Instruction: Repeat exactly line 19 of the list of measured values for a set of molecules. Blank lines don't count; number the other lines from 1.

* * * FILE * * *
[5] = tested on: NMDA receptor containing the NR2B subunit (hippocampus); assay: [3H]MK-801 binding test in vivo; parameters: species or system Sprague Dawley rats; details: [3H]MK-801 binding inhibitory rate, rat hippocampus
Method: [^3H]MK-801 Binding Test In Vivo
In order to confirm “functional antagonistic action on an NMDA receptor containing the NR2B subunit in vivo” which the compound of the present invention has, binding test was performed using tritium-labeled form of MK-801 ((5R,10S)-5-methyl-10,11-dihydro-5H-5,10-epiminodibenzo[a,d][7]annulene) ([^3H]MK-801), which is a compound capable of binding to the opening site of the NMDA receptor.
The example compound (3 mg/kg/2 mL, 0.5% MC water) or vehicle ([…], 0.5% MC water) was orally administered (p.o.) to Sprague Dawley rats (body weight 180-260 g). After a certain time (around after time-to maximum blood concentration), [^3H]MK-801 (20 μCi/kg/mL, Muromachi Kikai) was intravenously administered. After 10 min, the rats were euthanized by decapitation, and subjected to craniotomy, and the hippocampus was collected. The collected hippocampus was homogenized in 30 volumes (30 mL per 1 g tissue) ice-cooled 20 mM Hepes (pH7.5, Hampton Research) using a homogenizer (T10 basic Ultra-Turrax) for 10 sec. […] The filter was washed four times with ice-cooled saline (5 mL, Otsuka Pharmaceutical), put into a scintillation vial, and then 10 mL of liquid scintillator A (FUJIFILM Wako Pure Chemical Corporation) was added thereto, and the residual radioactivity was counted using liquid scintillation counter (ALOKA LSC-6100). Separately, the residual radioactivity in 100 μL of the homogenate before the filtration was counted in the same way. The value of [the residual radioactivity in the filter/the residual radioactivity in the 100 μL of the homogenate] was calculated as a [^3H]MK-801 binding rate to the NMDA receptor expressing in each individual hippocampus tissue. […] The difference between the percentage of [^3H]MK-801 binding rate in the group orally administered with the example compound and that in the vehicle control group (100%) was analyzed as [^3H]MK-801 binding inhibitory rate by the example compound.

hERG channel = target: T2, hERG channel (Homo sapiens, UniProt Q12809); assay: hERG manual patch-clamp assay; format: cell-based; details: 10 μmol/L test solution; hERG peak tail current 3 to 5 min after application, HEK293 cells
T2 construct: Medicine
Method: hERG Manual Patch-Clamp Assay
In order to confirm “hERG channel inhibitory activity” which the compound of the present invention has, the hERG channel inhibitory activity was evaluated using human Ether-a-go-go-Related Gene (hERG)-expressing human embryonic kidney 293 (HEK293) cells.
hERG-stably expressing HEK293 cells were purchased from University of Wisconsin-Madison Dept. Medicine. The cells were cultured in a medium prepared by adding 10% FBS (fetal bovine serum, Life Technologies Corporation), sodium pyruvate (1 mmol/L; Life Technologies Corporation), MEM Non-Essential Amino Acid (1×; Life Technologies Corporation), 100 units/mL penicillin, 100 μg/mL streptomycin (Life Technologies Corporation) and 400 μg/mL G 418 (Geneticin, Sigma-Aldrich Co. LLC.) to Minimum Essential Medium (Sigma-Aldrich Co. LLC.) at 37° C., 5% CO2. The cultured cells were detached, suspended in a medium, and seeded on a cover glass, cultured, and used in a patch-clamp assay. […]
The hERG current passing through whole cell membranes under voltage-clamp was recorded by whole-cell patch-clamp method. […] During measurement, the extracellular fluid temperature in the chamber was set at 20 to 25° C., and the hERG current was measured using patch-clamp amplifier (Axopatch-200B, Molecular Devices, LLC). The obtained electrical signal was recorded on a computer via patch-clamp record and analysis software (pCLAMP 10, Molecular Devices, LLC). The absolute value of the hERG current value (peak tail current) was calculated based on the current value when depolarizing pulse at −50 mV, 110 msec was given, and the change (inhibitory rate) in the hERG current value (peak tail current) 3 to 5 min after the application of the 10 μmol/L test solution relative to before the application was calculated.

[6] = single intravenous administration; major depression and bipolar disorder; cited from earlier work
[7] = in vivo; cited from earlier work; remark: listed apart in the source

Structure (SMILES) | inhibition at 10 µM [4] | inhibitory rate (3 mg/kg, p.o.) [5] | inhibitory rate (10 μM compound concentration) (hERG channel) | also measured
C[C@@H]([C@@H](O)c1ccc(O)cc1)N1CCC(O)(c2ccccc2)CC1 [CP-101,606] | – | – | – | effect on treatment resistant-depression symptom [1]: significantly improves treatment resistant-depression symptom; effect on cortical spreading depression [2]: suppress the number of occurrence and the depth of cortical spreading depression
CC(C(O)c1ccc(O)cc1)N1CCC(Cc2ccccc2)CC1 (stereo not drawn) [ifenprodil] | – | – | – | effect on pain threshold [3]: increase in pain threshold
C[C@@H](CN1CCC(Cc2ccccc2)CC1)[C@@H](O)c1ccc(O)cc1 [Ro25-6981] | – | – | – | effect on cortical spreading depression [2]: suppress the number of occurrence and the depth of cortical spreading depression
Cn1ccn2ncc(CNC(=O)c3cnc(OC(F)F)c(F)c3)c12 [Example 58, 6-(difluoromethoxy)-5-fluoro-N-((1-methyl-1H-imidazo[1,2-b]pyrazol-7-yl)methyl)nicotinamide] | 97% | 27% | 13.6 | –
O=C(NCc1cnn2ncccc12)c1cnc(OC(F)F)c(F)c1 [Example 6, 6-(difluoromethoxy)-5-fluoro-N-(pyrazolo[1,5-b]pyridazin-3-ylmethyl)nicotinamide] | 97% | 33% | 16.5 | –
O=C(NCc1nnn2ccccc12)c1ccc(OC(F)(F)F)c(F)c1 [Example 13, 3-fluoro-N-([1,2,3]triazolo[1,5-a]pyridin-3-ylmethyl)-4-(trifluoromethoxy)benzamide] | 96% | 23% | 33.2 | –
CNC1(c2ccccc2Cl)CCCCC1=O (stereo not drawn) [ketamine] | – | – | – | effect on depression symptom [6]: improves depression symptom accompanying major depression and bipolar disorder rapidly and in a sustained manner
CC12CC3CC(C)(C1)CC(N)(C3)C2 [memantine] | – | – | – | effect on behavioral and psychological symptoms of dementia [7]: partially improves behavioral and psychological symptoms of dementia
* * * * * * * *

O=C(NCc1nnn2ccccc12)c1ccc(OC(F)(F)F)c(F)c1 [Example 13, 3-fluoro-N-([1,2,3]triazolo[1,5-a]pyridin-3-ylmethyl)-4-(trifluoromethoxy)benzamide] | 96% | 23% | 33.2 | –